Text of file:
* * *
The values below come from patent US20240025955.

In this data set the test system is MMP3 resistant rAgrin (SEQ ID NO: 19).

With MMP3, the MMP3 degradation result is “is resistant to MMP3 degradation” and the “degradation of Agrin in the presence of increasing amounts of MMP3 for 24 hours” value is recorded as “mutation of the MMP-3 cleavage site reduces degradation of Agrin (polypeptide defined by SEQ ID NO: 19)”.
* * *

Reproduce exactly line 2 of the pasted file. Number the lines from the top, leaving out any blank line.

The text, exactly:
In this data set the test system is MMP3 resistant rAgrin (SEQ ID NO: 19).